Welcome to the first of a two-part podcast series featuring stories of migration. The stories you will hear were made by students in Professor Dina Ramadan’s course Labor and Migration in Arabic Literature and Professor Peter Rosenblum’s course Food, Labor, and Human Rights, both taught in the fall of 2019. This Migration Series comes to you from the Human Rights Project at Bard College, and is a project of the Consortium on Forced Migration, Displacement, and Education, with support from the Andrew Mellon Foundation.
In this episode, titled “Migration, law, and the food business”, students explore how the United States’ agricultural labor market interacts with immigration law. We’ll hear from street car vendors in New York City, including one of the founders of New York’s most popular street food, The Hallal Guys. We then move upstate to Montgomery Place Orchards to discuss the farm’s history of hiring migrant workers. Next we hear an explanation and analysis of the visa program that has made this kind of labor mobility so central to New York State’s agricultural economy: the H2A temporary worker visa program. Finally, we hear an analysis of New York State’s newly enacted Green Light Bill, which allows residents of New York State to apply for and obtain driver’s licenses regardless of immigration status.
Ask any New Yorker where to find the fastest, cheapest, and arguably best bite in the city (pause and breathe!) and chances are they’ll point you in the direction of the nearest trailer-hitched food cart. Our first story, produced by Genevieve Chiola and Rachel Shamsie, is a look into one of New York’s most iconic street food empires: The Hallal Guys. Their brightly colored red and yellow carts are a fixture of highly trafficked areas, like the New York Public Library on 42nd street, and the Museum of Modern Art on 53rd. Genevieve and Rachel speak to one of the owners of Hallal Guys about what it takes to run a street cart in New York City.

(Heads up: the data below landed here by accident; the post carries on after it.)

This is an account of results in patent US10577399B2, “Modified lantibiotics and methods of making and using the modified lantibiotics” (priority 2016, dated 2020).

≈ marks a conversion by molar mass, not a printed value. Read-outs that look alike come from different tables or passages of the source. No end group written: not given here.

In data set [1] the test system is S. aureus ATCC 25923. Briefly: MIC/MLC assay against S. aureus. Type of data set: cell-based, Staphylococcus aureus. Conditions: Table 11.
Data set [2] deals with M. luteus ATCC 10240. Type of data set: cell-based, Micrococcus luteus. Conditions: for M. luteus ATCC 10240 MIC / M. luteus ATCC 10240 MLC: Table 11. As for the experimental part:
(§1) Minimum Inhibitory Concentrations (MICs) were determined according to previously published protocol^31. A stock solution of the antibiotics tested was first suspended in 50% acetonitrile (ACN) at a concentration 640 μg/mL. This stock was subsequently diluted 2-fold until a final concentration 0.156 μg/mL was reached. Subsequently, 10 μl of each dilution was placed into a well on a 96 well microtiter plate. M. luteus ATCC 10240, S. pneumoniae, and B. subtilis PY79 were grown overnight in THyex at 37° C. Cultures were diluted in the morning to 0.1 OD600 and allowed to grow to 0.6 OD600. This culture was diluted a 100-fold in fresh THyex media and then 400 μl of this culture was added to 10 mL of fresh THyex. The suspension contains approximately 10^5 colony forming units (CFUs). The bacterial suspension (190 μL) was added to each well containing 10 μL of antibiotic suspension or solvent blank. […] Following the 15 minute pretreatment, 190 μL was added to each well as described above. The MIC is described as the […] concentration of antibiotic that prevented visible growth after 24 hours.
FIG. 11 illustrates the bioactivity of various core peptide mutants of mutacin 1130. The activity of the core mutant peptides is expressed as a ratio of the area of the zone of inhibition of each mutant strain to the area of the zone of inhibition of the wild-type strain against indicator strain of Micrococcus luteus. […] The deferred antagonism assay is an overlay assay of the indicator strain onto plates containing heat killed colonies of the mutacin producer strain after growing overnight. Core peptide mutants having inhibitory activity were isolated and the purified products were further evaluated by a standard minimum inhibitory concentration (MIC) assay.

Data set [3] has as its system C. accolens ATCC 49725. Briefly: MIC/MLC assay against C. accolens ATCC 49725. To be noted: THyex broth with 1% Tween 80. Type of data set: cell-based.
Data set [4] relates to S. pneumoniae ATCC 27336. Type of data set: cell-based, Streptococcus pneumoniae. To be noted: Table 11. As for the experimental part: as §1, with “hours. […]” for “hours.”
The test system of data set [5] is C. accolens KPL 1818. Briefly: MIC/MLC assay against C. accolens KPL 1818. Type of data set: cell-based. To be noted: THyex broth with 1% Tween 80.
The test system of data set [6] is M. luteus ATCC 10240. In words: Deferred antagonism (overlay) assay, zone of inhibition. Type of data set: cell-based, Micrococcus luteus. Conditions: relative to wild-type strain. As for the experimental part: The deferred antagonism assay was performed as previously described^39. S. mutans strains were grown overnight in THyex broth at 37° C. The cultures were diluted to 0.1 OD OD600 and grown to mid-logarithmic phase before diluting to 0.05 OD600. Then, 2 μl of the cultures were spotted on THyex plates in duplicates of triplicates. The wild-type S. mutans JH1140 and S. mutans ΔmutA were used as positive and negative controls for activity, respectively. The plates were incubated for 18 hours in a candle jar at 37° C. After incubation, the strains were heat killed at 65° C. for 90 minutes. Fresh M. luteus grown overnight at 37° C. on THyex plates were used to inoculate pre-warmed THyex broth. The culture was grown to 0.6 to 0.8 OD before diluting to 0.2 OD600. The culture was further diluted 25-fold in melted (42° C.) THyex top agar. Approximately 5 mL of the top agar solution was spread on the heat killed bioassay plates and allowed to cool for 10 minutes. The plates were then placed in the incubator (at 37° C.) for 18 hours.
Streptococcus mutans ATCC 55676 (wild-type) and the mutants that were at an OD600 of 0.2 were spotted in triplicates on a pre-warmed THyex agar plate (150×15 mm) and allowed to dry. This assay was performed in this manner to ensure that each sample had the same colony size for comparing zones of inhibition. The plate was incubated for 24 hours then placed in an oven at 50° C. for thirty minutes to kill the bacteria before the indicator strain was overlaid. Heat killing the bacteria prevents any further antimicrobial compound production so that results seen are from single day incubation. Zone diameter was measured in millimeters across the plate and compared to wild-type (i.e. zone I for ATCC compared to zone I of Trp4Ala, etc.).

The next story leaves the bustling streets of New York for the Montgomery Place Orchards. This historic land was acquired by Bard College in 2016 for $18 million dollars, which among other things, safeguards its protected status, and ensures that the orchards remain operational. The federal visa program that allows farms to hire immigrant workers is called the H2A Temporary Agricultural Worker program. Emma Patsey interviews Talea Taylor, who’s been running Montgomery Place Orchards with her husband Doug for the past 30 years, about the benefits and drawbacks of the H2A program.
Finally, Miranda Sanborn and Melina Roise talk about New York State’s Green Light Bill, passed by the State Senate on June 17, 2019. This legislation grants the right to undocumented residents, who make up roughly 4% of the state’s population, to apply for NY State drivers licenses without fear of deportation.
Special thanks to Genevieve, Claire, Emma, Miranda, and Melina for creating these stories, and to Austin Dilley for hosting this episode. Additional thanks to Dina Ramadan and Peter Rosenblum for their academic support, and finally this podcast is only possible thanks to the institutional support of Human Rights Radio and the Andrew Mellon Foundation through the Consortium on Forced Migration, Displacement, and Education.
LISTEN TO EPISODE 2 HERE >>>
Music in this episode: Traveller by Crowander, Rosalie (Bossanova) by Checkie Brown (creative commons licensed music courtesy of Free Music Archive)